Monday, April 28, 2008

How Well Did Critics Believe Country Girl Has Matured?

How Well Did Critics Believe Country Girl Has Matured?

Yesterday, the second Broadway revival of Clifford Odets' The Country Girl opened at the Bernard B. Jacobs Theatre.

The Mike Nichols-helmed production starring Morgan Freeman, Frances McDormand and Peter Gallagher has been tabloid fodder thanks in no small part to Michael Riedel's now infamous columns on the supposed problems ranging from deviations from the original script to Freeman's "struggling with his lines." However, despite his third column on the topic -- this time predicting an onslaught of negative reviews -- most critiques came up favorable, with two notable exceptions.

Heralding the revival as “wonderfully on the side of the angels,” New York Post’s Clive Barnes salutes with three and a half stars: “It is crisply and, so far as humanly possible, unsentimentally directed by Mike Nichols, who knows how to let his actors breathe, react and interact, and has a handsomely picked trio of stars in Morgan Freeman, Frances McDormand and Peter Gallagher…. These three are all heart-rendingly credible -- it's among the finest acting of the season - and transcend the simplistic writing to leap into the reality at which Odets surely, and sometimes not so surely, aimed.”

Assessing the work as “surprisingly durable thanks in part to its flavorful evocation of the theater milieu,” Variety’s David Rooney offers praise: “[I]n Morgan Freeman, Frances McDormand and Peter Gallagher, Nichols finds three intelligent collaborators capable of investing those characters with their own distinctive shadings…. While the play's psychology belongs to an era before addictive personalities and parasitic relationships were regularly placed under an unforgiving dramatic microscope, its depiction of co-dependency retains veracity and complexity…. Nichols and the actors respect the exacting rhythms of Odets' writing, constructing these conflicted characterizations nuance by nuance, and frequently risking unsympathetic bluntness before whipping away veils to show a larger, more humanistic picture.”

Calling The Country Girl “a subtle, engrossing and deeply straightforward shaping of a far-from-perfect script,” Linda Winer of Newsday is largely positive: “Nichols has directed a carefully-calibrated three-star turn, with Frances McDormand as Georgie, the disappointed wife of Frank Elgin, whose career disappeared in a bottle and a bluff. The third side of the triangle is the terrific Peter Gallagher, the most aptly cast of them all, playing the workaholic hotshot director as if channeling Jerry Orbach's dark New York way with a fast-talking dream…. Nichols keeps picking away at these people until, quietly, the relationships click into the complex ways we perceive one another and ourselves.”

Deeming this a “well-mannered mounting,” The New York Sun’s Eric Grode is also decidedly upbeat: “The occasional hesitations and reversals at a recent press performance by Mr. Freeman (and by his co-star, the fellow Oscar winner Frances McDormand) came to feel less like nerve-racking scrambles and more like the gambits of a magician who piques the interest of his audience by inserting intentional flubs in anticipation of a final cathartic ‘ta-daaaa!’… But The Country Girl" is, in addition to a three-pronged drama about the codependencies of marriage as well as of artistic collaboration, a love letter to the art of stage acting…. The stars on display may flicker now and then, but they cast a strangely compelling -- and equally mysterious -- light on the counterintuitive and wistful energies that create art.”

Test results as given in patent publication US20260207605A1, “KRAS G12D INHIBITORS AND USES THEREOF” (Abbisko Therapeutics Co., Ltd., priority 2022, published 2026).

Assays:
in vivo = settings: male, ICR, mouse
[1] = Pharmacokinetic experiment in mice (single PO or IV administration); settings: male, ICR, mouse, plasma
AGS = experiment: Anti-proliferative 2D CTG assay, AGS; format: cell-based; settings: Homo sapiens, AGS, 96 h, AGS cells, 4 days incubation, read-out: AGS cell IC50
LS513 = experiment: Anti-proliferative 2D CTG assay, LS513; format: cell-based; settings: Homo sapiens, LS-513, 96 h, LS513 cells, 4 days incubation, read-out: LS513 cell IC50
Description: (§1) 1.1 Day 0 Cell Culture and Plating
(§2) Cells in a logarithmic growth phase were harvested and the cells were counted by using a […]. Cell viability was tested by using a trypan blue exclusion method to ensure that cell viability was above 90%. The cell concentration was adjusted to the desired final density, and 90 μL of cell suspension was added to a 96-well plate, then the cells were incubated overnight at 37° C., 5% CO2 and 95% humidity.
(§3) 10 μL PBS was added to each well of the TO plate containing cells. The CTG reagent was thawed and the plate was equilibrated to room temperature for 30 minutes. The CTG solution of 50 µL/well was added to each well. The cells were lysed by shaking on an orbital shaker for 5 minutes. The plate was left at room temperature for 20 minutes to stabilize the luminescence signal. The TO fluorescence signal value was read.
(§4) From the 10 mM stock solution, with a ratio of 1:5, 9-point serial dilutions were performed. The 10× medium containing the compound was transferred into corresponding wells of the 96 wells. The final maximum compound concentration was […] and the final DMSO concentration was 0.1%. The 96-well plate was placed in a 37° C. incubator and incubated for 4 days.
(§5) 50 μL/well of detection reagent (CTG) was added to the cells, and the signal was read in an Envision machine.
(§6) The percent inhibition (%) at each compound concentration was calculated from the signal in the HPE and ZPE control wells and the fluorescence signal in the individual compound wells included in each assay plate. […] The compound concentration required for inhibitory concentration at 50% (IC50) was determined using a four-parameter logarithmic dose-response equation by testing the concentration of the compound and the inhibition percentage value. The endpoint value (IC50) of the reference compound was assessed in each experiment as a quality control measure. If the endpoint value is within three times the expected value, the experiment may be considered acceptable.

Noting that “passion -- and I don’t mean just a mechanically raised voice or fist -- never makes an appearance here,” Ben Brantley of The New York Times : “[W]hat keeps you vaguely but uncomfortably on tenterhooks is wondering whether three of the finest actors around can make you care, for a single second, about any of these questions before the play ends. Sorry to jump to the last page, folks, but the answer is no…. Each star has a few abrupt moments of simulating anger or sorrow via sharp, attention-grabbing technique. But I rarely felt prepared for these explosions; they seemed like unanchored, virtuosic exercises. And while Mr. Gallagher and Ms. McDormand bring a brisk surface energy to the proceedings, the overriding note of this production is fatigue…”

Concluding “By the time the curtain falls, you've already stopped caring,” Joe Dziemianowicz of New York’s Daily News also bemoans the “lackluster revival”: “Freeman is a talented actor but isn't fully convincing in this role. He captures Frank's insecurity, but his slack diction undermines his credibility as a once-great star hiding vast reserves of ‘power and majesty.’ As his beleaguered spouse, McDormand looks tired, that's for sure. But her performance is flat and lacks spontaneity. She and Freeman have little chemistry, so it's hard to buy them as a couple who have endured so much, including their child's death. The surprising and rock-solid turn comes from Gallagher, who brings enthusiasm and energy to his scenes, ingredients the show sorely needs.”

I'll be seeing the production next week and will weigh in shortly thereafter with my own SOB Review. Of course, the reviews may not matter at all given the major starpower of this limited run.

This is Steve On Broadway (SOB).

Click here for tickets.
Related Stories:
Country Girl Hits Big Apple (April 27, 2008)
Looking Forward: The SOB Top Five (January 2, 2008)
Country Girl To Return To Big City (September 28, 2008)

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